all anymore adj phr [ all adj2 + anymore of obscure origin. (The superficially similar “positive anymore” [cf anymore adv] is first attested considerably later and is semantically distinct.)] chiefly PA, IN, OH ?obs
All gone, used up; gone by, departed.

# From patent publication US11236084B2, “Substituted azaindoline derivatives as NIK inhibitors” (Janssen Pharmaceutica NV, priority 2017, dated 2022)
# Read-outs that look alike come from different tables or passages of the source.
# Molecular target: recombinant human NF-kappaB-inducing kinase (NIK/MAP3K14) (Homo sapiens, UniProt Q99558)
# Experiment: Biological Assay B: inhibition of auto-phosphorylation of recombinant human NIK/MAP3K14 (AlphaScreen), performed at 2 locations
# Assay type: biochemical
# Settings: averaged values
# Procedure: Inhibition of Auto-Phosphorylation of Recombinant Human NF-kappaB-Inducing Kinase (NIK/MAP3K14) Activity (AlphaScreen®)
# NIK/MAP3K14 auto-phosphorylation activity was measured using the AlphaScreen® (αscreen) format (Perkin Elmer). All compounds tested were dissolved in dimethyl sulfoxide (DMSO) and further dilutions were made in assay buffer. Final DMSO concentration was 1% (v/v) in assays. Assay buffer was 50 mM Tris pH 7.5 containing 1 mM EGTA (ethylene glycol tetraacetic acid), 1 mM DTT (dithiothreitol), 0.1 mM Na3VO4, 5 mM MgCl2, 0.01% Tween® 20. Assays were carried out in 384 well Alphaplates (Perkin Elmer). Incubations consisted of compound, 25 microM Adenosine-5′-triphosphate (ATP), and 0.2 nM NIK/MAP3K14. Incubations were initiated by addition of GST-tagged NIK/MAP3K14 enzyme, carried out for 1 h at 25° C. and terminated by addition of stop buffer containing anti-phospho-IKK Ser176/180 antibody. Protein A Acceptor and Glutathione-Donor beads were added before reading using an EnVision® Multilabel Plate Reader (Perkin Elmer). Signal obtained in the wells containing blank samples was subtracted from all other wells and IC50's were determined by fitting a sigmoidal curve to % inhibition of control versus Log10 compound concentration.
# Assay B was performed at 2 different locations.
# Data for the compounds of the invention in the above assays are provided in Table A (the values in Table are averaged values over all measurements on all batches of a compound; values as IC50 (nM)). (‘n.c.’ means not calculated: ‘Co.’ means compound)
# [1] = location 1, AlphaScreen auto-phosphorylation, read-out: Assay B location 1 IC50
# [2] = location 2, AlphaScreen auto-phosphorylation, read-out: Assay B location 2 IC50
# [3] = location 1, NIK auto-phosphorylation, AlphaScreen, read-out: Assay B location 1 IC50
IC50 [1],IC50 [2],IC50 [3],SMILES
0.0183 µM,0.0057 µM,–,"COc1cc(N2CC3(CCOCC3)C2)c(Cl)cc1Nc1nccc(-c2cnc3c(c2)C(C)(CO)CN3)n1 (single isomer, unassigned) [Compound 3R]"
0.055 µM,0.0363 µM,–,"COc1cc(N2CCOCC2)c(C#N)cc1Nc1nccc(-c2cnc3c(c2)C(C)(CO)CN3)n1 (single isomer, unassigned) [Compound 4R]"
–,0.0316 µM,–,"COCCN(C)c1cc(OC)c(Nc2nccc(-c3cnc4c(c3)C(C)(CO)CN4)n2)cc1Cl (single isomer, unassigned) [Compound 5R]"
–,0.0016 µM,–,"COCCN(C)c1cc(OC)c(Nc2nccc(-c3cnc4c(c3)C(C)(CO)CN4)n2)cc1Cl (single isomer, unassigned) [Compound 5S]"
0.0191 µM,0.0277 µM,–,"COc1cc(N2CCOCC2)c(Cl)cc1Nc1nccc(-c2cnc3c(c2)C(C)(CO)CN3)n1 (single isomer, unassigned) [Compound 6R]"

1852 Goshen Democrat (IN) 15 Dec /4 (newspaperarchive.com), Many of our readers have possibly thought it [=a list of property tax delinquents] rather lengthy, however, and some of those whose names have been paraded in it doubtless considered it a very dry and prolix affair indeed. Any how, its now “all anymore!” 1859 (1968) Bartlett Americanisms 5, All any more. A common expression in Pennsylvania among the illiterate to mean “all gone.” Thus a servant will say, “The potatoes is all any more.” 1866 LaGrange Std. (IN) 11 May 1/1, New Goods at Selby & Welch’s. Go early and get what you want before they are “all any more.” 1869 Lippincott’s Mag. Lit. Sci. Educ. 3.313 nNJ, The waiting-girl says to her mistress at the table, “The toast is all,” or “It is all any more.” 1881 Cowan Amer. Story-Book 130 swPA, He’s hearn tell his folks come over the mountains afore the Injuns wuz all any more. . . He calls hisself a Pennsylvania Dutchman. 1881 Steubenville Weekly Herald (OH) 8 Apr /9 (newspaperarchive.com), “Vell I goes to see,” and going out, Carl came back in a minute, saying, “It’s all any more, but ven I gets some you can have any.” 1919 Wilkes-Barre Times Leader (PA) 7 July 12/2, She came back and said—“The huckleberry pie is all anymore”. That proved Allentown as her former home. c1940 in 1944 ADD sePA, ‘The berries are all any more.’ . . ‘It’s all any more’ = The train has gone by.